I'm the kind of person who suddenly has completely crazy ideas which I'm convinced are brilliant, like the time when I decided I could carry a table back from Ikea but that's another story. Sitting at the internet café one evening, I imagined how wonderful it'd be to get a place in Lyon, work there for three days, then commute to Aix for the other two. My eyes lit up when I saw the long list of rooms advertised in Lyon; I had heard someone say that the première arrondissement was the coolest so naturally, I looked there first, called a number and fixed an appointment for the coming Sunday morning. I remember it was the first weekend of the New Year, it was impossible to get a seat on the train so I paid a huge amount of money for a chance to sit on a strapontin, or pull out seat, in first class. The flat turned out to be on the slopes above the city in the middle of a leafy square. Nervously, I rang the bell and marched up several flights of stairs to the fourth floor where a blonde girl opened the door. She was S., a Berliner working as an assistante for a few months in one of the lycées. I was ushered into the flat, shown briefly round the kitchen and introduced to E. who was to decide upon the new colocataire or flatmate. He was tall, lean and seemed a little sarcastic but friendly enough. We all drank coffee in the huge living room with its high ceiling and wooden beams. There were windows on all sides and one could look across not only to the Fourvière church perched high up over the city, but also to the Crayon (pencil) building and beyond that sometimes to the Mont Blanc on clear days. Sitting at that table, I longed to be accepted, to wake up each morning in that apartment and share everything with my two flatmates. I need never be lonely again. When the time finally came for me to leave, I had all my hopes pinned on that one place and if it fell through, I honestly didn't know what I'd do.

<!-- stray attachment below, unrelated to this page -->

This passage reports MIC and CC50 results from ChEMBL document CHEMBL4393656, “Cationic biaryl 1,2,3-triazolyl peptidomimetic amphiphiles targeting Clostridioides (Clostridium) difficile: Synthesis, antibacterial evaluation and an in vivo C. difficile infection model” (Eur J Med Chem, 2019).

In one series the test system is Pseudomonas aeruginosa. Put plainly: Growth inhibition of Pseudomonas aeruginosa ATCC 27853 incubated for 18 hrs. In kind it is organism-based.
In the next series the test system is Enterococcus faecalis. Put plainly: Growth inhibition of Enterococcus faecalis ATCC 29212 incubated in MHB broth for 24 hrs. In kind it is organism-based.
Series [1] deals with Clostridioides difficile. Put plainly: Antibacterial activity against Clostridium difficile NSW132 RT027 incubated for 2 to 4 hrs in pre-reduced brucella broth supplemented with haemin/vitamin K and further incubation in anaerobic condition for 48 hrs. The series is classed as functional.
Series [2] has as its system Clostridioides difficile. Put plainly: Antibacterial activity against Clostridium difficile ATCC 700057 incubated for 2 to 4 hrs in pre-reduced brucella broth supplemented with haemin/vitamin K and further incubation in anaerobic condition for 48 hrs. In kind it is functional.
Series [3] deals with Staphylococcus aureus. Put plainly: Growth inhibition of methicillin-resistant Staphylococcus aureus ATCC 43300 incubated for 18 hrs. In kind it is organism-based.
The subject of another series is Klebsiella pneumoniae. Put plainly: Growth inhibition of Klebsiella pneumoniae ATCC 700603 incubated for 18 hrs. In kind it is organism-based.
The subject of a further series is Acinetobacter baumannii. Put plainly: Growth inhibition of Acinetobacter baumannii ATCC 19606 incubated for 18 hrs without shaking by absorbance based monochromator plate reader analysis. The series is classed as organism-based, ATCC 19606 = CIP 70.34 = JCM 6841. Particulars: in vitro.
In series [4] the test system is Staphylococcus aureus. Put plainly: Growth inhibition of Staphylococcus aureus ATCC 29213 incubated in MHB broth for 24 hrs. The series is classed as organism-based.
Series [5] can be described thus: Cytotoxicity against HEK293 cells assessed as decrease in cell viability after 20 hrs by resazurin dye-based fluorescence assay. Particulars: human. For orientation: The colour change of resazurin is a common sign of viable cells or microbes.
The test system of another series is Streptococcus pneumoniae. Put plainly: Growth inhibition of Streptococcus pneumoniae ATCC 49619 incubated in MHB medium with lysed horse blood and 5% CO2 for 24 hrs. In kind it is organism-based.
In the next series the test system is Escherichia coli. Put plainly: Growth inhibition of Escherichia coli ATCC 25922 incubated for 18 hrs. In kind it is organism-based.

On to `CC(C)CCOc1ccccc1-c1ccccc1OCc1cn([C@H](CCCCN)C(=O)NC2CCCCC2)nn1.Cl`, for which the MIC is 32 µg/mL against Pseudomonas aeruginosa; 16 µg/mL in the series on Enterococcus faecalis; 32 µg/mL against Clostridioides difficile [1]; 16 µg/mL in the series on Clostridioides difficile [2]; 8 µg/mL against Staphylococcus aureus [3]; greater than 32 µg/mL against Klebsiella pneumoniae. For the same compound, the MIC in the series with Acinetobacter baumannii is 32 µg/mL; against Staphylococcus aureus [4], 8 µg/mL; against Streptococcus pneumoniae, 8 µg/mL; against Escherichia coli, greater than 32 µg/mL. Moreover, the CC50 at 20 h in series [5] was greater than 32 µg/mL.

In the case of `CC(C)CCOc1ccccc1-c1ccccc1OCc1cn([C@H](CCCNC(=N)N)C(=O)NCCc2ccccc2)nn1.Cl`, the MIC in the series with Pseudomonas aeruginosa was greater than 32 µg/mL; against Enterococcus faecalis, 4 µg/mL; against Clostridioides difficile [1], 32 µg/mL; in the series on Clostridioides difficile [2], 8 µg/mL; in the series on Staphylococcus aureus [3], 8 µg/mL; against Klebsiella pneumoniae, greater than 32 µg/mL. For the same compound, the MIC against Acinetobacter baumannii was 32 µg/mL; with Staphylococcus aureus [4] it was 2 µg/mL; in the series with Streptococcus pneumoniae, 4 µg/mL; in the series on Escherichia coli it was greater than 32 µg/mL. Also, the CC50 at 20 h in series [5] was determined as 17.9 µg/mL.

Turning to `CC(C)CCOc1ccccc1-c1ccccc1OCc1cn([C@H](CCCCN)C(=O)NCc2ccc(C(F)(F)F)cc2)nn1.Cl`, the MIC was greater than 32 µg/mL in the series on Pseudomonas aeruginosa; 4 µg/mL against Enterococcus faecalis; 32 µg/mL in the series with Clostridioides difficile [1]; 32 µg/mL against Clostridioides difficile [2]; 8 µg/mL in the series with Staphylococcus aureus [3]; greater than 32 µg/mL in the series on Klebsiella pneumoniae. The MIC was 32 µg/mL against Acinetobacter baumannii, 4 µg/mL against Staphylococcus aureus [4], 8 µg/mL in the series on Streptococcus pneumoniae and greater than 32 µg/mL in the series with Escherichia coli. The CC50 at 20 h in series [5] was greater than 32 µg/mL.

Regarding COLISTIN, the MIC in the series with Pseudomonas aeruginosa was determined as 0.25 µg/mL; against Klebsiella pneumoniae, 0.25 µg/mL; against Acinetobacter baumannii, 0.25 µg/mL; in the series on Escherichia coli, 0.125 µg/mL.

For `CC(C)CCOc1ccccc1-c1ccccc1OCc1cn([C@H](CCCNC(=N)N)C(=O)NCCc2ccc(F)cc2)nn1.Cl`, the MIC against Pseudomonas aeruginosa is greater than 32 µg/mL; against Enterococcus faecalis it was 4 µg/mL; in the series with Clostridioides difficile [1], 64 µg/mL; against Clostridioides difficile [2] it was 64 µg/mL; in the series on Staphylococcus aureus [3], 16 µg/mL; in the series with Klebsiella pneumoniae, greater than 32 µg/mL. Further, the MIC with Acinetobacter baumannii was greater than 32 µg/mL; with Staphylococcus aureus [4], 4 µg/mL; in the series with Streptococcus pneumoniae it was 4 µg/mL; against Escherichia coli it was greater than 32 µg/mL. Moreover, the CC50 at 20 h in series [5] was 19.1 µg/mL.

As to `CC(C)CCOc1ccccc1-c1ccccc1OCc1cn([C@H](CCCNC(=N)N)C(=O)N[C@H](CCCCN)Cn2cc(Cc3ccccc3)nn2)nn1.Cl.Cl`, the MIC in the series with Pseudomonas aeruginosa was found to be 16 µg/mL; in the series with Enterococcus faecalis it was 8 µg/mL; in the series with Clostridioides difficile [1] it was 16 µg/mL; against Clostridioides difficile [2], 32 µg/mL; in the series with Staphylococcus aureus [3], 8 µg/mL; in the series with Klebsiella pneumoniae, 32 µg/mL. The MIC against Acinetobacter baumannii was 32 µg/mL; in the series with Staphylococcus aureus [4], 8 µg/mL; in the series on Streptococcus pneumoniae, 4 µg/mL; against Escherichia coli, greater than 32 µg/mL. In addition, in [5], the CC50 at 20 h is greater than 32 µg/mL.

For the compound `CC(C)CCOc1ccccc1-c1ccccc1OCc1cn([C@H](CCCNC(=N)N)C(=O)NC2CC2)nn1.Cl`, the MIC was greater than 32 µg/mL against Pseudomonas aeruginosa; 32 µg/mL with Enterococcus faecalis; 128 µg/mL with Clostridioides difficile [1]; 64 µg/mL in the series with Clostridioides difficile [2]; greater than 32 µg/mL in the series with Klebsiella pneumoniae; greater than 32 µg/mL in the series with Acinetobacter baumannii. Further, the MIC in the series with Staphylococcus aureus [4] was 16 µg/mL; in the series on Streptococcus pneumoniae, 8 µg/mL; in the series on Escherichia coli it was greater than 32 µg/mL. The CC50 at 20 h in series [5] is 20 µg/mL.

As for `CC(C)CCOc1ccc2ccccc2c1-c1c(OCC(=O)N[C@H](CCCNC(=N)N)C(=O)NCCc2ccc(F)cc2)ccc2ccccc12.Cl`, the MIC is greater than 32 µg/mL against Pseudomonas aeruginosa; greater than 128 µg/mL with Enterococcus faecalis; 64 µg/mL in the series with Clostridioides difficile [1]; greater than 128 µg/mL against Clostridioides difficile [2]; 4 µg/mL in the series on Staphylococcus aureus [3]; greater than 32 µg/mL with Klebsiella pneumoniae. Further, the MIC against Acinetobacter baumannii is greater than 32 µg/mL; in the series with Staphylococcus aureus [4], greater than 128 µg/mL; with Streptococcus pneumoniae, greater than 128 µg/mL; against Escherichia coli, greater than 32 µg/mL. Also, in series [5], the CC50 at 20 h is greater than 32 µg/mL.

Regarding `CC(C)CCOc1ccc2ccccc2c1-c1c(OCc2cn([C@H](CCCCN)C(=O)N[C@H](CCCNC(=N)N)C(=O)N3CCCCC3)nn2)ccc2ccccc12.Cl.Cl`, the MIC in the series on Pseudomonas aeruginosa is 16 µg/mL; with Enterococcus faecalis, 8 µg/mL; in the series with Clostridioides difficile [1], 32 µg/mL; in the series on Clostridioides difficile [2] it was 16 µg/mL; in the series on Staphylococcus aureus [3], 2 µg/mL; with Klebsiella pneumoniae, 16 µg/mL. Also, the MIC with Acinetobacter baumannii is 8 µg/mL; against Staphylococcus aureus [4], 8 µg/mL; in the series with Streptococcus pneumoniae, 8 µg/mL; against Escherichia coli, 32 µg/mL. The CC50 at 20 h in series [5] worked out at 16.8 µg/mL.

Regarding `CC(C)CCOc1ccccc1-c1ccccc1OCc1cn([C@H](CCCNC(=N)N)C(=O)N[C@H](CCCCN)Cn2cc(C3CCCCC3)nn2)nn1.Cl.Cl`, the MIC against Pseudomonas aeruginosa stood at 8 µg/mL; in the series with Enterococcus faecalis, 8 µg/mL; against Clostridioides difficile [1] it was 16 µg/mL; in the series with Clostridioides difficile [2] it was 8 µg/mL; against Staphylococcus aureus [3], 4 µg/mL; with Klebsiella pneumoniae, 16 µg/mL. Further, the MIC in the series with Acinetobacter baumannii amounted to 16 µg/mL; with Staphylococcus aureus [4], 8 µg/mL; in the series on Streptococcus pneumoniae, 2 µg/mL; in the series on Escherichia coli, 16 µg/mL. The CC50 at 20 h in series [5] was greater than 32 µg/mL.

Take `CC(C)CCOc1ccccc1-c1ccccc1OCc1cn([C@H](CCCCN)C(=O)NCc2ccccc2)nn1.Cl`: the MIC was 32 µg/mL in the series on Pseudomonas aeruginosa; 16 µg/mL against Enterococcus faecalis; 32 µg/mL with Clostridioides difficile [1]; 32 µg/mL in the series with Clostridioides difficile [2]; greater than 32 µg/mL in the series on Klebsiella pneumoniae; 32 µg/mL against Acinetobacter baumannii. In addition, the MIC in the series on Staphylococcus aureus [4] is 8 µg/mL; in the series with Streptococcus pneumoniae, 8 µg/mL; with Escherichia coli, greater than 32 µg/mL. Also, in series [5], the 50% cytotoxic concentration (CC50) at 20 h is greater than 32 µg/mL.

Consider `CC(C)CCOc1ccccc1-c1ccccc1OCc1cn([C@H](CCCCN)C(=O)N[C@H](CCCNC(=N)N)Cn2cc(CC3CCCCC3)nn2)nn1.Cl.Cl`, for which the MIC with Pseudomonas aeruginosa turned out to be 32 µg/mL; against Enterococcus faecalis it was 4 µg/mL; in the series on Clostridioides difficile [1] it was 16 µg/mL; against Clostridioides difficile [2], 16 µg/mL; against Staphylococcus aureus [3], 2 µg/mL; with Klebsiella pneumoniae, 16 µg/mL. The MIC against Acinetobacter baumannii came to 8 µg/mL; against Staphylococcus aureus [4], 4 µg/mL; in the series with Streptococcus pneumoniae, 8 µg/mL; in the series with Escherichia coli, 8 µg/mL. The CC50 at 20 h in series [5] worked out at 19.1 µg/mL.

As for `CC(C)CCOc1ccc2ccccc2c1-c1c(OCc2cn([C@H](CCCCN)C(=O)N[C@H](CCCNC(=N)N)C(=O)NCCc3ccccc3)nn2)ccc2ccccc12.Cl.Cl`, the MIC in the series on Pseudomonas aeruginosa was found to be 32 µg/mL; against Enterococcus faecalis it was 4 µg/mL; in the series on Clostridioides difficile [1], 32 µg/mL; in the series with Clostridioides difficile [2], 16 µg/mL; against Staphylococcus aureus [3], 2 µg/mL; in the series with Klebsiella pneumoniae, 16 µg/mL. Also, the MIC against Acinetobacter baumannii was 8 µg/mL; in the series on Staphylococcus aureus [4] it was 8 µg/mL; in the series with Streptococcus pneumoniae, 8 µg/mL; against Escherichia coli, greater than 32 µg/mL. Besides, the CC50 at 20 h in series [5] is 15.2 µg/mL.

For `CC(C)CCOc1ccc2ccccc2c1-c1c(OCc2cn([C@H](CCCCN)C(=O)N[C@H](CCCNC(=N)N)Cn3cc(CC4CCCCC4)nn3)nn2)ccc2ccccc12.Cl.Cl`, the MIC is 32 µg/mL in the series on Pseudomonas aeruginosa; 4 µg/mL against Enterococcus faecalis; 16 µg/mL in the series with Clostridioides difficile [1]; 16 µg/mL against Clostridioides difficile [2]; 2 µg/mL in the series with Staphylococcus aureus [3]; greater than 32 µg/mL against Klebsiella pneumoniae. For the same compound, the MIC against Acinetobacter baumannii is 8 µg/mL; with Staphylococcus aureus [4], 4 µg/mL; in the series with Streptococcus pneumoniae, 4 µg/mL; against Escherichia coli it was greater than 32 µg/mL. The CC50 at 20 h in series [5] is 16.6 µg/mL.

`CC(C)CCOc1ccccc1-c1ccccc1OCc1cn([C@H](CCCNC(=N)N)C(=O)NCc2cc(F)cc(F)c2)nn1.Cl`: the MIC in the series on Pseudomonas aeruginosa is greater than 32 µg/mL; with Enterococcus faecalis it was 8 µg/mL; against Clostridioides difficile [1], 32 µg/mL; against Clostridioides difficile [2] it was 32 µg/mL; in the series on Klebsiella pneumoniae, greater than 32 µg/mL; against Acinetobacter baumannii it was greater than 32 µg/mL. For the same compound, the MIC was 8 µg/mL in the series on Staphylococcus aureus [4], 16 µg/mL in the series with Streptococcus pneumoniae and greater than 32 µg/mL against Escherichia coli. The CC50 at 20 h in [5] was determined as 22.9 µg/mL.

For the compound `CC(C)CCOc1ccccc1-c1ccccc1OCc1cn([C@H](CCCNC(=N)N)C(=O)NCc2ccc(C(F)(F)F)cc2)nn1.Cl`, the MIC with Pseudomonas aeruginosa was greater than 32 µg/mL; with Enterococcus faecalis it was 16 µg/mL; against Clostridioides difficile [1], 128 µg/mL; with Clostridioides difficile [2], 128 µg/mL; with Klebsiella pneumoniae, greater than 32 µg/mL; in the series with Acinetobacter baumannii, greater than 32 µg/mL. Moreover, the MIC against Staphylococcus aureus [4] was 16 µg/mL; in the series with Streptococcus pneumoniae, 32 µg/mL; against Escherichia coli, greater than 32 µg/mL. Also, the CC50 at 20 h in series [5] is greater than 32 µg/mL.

Luckily, the call from E. came that same evening when I was in the TGV on my way back to Aix. My new flatmates would wait to eat with me the night of my arrival and there was an enormous sense of relief that I finally belonged somewhere. Sadly it wasn't to be; that first evening that I'd been so looking forward to actually decided my fate. E. asked me if I wanted soup and I made the mistake of asking what kind it was and then when he asked me if I wanted it mixte ou pas mixte (blended or unblended), he looked horrified when I said pas mixte. At least I imagine that was my gaffe because from that moment on, he hated me with a burning, silent passion. Whereas with S. and other friends, he could be charming and funny, with me there was the barely exchanged "Salut" in the morning and a sulky grimace. He occupied a room next to the kitchen where he would sit from the moment he came in from work until the early hours of the morning, working on his computer but also observing the comings and goings in the apartment. The living room became the cemetary for old computers which he'd pile up to repair and copies of the Chef d'Entreprise magazine covered his desk. He obviously liked to think of himself as the boss.